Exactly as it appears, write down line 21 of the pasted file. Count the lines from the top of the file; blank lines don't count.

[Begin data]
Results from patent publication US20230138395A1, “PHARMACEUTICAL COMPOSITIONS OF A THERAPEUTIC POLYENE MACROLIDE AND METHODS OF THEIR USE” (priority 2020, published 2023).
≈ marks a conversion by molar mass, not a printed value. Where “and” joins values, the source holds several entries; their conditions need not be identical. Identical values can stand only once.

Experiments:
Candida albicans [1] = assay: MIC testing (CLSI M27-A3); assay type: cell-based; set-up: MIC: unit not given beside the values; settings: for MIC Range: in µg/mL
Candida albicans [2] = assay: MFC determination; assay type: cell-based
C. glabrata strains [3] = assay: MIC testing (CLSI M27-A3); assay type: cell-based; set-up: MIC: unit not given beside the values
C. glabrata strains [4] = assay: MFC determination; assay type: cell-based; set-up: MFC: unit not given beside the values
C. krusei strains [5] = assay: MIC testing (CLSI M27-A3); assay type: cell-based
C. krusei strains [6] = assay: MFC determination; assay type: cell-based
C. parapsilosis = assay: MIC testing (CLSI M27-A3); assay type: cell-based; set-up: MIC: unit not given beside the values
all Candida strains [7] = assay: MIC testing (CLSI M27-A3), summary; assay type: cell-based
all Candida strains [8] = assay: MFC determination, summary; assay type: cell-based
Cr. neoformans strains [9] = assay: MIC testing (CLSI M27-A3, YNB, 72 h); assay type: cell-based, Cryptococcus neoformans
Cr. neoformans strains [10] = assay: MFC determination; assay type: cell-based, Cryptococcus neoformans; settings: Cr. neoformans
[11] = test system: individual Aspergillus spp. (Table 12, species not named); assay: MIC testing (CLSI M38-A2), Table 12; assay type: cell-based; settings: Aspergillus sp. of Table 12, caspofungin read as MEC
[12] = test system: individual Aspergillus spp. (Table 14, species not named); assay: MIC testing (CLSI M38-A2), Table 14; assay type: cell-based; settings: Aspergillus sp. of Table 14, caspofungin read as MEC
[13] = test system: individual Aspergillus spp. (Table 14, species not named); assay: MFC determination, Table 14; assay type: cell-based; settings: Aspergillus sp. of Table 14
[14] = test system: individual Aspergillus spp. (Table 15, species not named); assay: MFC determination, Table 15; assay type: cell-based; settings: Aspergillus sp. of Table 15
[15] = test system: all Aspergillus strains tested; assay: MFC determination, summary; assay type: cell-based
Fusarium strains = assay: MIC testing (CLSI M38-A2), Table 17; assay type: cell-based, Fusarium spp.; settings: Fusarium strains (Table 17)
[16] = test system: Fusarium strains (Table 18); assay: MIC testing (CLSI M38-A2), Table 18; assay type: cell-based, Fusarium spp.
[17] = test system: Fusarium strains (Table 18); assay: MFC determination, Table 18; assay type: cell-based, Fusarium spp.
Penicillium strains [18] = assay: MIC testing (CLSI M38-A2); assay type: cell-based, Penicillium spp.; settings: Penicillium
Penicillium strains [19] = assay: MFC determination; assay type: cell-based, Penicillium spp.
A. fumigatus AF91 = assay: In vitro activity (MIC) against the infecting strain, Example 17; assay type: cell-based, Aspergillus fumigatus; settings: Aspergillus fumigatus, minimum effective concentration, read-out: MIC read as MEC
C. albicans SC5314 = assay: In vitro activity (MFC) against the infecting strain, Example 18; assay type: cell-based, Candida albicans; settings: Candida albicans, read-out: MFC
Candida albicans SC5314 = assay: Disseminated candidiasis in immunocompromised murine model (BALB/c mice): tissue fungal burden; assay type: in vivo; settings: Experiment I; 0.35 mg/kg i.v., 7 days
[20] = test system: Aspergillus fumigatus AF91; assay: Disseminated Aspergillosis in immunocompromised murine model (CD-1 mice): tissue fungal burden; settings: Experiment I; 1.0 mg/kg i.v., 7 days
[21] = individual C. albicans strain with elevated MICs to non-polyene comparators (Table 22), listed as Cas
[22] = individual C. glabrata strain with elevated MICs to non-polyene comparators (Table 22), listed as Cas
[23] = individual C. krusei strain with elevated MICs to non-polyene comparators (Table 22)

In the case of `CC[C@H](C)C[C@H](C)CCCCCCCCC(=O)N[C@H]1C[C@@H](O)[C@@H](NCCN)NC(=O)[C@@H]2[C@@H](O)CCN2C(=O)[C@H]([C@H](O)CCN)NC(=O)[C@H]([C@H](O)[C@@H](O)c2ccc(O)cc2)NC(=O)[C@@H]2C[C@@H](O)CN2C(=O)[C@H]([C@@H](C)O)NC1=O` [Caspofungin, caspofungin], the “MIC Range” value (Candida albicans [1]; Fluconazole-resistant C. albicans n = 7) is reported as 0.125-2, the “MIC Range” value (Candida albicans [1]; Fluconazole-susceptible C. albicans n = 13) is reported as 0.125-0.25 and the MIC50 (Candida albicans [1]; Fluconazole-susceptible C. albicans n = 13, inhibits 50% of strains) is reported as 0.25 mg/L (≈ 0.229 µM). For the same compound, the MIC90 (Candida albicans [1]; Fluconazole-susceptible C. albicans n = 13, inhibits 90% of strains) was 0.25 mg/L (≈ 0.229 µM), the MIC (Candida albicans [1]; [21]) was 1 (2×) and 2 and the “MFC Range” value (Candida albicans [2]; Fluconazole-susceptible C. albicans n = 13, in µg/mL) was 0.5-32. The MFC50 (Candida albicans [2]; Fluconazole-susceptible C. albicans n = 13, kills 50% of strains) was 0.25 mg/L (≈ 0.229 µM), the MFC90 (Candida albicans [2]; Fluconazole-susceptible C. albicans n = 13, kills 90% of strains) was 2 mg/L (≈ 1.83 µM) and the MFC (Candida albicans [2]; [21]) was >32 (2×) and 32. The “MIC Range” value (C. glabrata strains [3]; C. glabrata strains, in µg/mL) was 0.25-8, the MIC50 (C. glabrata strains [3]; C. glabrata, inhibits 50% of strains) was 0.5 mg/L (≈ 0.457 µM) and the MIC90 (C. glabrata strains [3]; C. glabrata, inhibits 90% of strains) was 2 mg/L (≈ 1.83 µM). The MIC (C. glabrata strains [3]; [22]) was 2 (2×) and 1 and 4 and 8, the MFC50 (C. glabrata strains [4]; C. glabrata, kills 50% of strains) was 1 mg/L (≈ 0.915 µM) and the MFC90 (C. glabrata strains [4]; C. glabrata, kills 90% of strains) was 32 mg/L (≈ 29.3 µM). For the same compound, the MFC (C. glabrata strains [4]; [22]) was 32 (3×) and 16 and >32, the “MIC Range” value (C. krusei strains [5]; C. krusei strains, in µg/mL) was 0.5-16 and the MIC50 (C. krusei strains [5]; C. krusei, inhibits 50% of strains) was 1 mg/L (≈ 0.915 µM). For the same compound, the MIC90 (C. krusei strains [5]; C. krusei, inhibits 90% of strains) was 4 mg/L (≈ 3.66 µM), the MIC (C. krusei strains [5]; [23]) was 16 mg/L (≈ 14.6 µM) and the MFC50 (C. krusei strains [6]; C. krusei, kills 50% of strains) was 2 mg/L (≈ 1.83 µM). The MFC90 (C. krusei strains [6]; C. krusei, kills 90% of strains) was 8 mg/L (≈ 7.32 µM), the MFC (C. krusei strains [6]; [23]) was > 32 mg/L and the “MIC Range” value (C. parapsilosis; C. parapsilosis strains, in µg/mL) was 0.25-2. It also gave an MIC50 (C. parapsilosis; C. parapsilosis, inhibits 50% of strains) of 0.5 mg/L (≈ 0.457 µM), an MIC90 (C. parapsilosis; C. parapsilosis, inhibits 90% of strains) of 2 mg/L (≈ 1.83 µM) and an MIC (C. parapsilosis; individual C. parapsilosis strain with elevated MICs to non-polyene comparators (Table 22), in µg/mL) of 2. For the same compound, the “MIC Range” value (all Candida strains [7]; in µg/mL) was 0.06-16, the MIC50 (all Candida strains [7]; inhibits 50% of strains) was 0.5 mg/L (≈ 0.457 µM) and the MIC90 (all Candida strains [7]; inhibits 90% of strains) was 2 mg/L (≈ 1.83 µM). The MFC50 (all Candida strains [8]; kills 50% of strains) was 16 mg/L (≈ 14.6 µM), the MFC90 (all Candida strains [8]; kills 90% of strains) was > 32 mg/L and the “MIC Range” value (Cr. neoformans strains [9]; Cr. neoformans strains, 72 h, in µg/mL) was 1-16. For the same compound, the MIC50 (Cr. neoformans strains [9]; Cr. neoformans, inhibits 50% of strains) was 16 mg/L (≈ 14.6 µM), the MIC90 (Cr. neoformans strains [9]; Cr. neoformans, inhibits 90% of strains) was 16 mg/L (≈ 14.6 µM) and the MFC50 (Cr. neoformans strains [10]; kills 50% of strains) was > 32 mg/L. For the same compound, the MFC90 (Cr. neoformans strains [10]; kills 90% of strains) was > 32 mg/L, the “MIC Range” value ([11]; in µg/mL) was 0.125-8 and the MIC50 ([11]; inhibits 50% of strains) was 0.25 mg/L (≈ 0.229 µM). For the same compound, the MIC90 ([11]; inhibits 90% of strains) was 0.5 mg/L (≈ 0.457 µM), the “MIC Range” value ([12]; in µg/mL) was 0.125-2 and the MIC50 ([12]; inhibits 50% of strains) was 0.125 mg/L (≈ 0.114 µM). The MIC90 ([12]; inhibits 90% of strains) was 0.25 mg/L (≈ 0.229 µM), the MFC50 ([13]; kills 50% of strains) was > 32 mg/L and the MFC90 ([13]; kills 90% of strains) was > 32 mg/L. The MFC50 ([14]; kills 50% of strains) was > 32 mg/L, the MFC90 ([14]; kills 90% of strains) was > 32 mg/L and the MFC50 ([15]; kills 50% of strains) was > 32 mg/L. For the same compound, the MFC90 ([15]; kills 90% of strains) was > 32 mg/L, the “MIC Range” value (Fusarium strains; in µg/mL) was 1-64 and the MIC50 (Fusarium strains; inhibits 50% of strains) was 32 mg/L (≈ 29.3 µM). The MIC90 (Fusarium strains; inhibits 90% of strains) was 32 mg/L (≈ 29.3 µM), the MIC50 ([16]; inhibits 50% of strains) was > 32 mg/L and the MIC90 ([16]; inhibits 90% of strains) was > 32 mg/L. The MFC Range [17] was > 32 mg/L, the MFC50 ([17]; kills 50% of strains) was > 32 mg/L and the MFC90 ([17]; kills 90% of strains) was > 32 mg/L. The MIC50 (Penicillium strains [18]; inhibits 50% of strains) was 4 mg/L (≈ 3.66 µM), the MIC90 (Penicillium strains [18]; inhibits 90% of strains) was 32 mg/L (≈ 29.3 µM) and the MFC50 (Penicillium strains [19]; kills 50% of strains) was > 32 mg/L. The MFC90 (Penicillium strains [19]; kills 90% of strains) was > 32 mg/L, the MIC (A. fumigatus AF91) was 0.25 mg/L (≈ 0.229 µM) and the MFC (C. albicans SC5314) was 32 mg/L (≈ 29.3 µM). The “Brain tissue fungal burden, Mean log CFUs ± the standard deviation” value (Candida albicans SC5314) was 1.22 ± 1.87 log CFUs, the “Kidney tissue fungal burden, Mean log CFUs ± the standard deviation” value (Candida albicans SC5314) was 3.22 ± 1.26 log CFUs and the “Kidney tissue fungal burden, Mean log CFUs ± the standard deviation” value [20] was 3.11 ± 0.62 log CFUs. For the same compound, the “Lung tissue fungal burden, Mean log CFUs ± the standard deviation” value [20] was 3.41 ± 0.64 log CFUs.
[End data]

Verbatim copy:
[16] = test system: Fusarium strains (Table 18); assay: MIC testing (CLSI M38-A2), Table 18; assay type: cell-based, Fusarium spp.